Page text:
Tackling The Tuition Crisis
Much has been written, here and elsewhere, about the economic crisis in Jewish day school education, with rising tuitions and shrinking family incomes combining to make the prospect of enrollment an increasing hardship for many.
What is promising, though, is that more people are becoming aware of the importance of day school education as one of the community’s most effective means of ensuring Jewish continuity. And there is a growing recognition that the economic burden should not be solely the responsibility of day school parents.
The Jewish community in Bergen County, N.J., has made significant strides by increasing awareness of the communal obligation of day school education, and those efforts are attracting national attention.
A group of concerned parents, rabbis and educators helped form an entity known as the Jewish Education for Future Generations, one of whose goals is to create a grass-roots, community-wide support system for day school education. All of the rabbis in the community and all eight of the elementary day schools in the county are on board.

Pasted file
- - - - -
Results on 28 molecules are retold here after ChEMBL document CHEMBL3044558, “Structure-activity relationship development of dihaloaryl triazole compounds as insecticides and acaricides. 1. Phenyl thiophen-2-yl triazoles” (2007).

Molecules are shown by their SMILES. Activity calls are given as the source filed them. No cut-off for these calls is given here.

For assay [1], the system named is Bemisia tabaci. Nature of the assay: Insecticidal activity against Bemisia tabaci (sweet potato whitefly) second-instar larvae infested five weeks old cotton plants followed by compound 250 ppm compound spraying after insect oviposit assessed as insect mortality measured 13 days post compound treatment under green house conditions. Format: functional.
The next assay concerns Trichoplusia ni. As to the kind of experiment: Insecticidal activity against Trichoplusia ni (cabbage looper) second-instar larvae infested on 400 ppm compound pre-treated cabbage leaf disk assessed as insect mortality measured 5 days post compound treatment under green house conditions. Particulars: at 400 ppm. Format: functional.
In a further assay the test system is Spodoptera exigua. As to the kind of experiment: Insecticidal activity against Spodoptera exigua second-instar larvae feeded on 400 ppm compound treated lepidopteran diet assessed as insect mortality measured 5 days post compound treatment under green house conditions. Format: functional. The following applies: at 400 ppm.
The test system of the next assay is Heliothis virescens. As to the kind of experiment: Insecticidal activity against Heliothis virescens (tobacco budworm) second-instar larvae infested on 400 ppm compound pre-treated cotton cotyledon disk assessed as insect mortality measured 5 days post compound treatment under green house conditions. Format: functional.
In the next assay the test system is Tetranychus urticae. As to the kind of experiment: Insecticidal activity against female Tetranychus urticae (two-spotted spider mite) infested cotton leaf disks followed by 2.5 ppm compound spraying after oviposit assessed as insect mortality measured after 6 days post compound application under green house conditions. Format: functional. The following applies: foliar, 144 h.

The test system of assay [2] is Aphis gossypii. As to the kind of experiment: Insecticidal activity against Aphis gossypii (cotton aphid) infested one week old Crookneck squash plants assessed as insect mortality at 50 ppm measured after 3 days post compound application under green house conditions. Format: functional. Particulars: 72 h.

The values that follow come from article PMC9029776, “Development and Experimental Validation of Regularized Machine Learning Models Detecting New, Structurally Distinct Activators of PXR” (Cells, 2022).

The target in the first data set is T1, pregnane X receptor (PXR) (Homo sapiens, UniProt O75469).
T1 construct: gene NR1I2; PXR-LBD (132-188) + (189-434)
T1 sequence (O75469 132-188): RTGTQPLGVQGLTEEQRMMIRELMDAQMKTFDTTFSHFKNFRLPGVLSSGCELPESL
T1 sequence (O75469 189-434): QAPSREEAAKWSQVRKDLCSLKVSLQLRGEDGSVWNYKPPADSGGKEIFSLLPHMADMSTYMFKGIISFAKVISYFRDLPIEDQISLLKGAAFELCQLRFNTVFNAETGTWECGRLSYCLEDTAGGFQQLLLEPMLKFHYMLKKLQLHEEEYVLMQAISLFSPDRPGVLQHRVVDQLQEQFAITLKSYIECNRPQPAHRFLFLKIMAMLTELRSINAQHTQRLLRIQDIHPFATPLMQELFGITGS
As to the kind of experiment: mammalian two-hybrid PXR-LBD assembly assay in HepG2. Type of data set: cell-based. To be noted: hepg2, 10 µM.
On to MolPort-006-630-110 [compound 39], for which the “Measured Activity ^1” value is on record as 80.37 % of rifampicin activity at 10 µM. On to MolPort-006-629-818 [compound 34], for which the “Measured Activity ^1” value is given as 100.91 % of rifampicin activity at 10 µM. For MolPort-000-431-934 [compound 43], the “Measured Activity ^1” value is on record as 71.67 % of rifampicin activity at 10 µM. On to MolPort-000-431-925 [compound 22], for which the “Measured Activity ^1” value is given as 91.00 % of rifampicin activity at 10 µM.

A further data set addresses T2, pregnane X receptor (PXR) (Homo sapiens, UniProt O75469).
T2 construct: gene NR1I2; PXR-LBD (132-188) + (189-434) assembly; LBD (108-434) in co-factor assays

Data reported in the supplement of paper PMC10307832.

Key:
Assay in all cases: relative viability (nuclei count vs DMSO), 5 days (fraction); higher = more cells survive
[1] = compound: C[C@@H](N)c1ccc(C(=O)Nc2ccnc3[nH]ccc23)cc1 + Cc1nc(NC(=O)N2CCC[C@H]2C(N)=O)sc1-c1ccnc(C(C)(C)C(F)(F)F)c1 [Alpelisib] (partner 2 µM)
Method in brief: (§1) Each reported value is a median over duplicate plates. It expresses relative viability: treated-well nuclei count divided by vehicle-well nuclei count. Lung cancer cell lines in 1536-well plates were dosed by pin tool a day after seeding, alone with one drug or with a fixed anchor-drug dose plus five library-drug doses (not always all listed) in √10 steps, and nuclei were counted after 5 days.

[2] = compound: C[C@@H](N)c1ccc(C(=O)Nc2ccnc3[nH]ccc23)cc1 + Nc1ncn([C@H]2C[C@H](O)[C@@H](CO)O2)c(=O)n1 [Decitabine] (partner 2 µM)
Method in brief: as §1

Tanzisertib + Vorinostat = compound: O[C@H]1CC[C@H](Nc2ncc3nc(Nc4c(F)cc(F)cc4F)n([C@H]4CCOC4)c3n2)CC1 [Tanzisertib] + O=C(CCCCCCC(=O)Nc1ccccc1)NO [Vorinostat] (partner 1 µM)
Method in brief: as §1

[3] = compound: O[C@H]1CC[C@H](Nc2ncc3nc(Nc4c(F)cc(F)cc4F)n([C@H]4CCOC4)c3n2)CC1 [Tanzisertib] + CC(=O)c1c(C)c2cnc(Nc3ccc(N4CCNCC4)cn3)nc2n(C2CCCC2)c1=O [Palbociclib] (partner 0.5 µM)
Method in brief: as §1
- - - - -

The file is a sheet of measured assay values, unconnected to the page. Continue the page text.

According to Samuel Moed, the president of the group, what is noteworthy is that the group is nondenominational, is reaching large numbers of local families as contributors and has created networks and alliances with the local federation and rabbinical councils.
This Monday evening, the JEFG will make its first quarterly disbursements to the local schools, based on enrollment. The dollars are relatively modest, about $185,000, but Moed points out that more importantly, “we are getting our message out that this is a systemic issue that will take years to address, there is no silver bullet,” and that it is up to the community, not just day school parents, to respond.
The JEFG has created an offshoot, Northern New Jersey Kehillot Investing in Day Schools (www.nnjkids.org), urging every Jewish family in the region to contribute at least $30 a month to the collective pot. Close to 800 families have signed on so far, and the local rabbis and schools are driving the message home.
JEFG seeks to create a superfund for day schools, as some other communities around the country have established, and to implement cost-sharing programs among the schools, as well as seek support through political action, corporations and nonprofit organizations.
At this point, the dollars raised are a drop in the bucket. Some experts believe as much as $100 million would be needed to provide free education at the regional day schools. But JEFG is a start, and it’s raising awareness and a sense of responsibility. It could be a model for communities around the country.